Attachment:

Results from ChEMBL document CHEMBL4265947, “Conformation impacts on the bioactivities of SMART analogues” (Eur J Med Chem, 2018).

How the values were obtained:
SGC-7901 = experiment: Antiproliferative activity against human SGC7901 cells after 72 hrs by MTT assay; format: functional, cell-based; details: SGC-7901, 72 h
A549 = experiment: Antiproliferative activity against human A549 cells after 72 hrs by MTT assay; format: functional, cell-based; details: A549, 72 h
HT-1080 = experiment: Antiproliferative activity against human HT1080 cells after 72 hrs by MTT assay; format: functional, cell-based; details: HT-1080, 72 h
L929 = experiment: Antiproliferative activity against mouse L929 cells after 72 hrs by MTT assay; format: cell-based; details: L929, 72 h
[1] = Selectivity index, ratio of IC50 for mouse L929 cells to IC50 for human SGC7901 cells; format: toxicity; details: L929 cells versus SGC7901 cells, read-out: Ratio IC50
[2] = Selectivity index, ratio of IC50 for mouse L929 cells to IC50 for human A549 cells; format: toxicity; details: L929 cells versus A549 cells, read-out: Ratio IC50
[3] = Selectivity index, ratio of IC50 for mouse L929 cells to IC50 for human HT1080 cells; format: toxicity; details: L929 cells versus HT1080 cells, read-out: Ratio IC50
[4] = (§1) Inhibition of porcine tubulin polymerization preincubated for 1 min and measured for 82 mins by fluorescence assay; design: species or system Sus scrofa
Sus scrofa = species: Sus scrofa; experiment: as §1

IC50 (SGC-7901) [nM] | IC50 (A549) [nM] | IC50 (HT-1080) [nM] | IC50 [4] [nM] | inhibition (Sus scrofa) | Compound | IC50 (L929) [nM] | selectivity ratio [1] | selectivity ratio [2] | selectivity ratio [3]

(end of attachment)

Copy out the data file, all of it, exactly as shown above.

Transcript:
Results from ChEMBL document CHEMBL4265947, “Conformation impacts on the bioactivities of SMART analogues” (Eur J Med Chem, 2018).

How the values were obtained:
SGC-7901 = experiment: Antiproliferative activity against human SGC7901 cells after 72 hrs by MTT assay; format: functional, cell-based; details: SGC-7901, 72 h
A549 = experiment: Antiproliferative activity against human A549 cells after 72 hrs by MTT assay; format: functional, cell-based; details: A549, 72 h
HT-1080 = experiment: Antiproliferative activity against human HT1080 cells after 72 hrs by MTT assay; format: functional, cell-based; details: HT-1080, 72 h
L929 = experiment: Antiproliferative activity against mouse L929 cells after 72 hrs by MTT assay; format: cell-based; details: L929, 72 h
[1] = Selectivity index, ratio of IC50 for mouse L929 cells to IC50 for human SGC7901 cells; format: toxicity; details: L929 cells versus SGC7901 cells, read-out: Ratio IC50
[2] = Selectivity index, ratio of IC50 for mouse L929 cells to IC50 for human A549 cells; format: toxicity; details: L929 cells versus A549 cells, read-out: Ratio IC50
[3] = Selectivity index, ratio of IC50 for mouse L929 cells to IC50 for human HT1080 cells; format: toxicity; details: L929 cells versus HT1080 cells, read-out: Ratio IC50
[4] = (§1) Inhibition of porcine tubulin polymerization preincubated for 1 min and measured for 82 mins by fluorescence assay; design: species or system Sus scrofa
Sus scrofa = species: Sus scrofa; experiment: as §1

IC50 (SGC-7901) [nM] | IC50 (A549) [nM] | IC50 (HT-1080) [nM] | IC50 [4] [nM] | inhibition (Sus scrofa) | Compound | IC50 (L929) [nM] | selectivity ratio [1] | selectivity ratio [2] | selectivity ratio [3]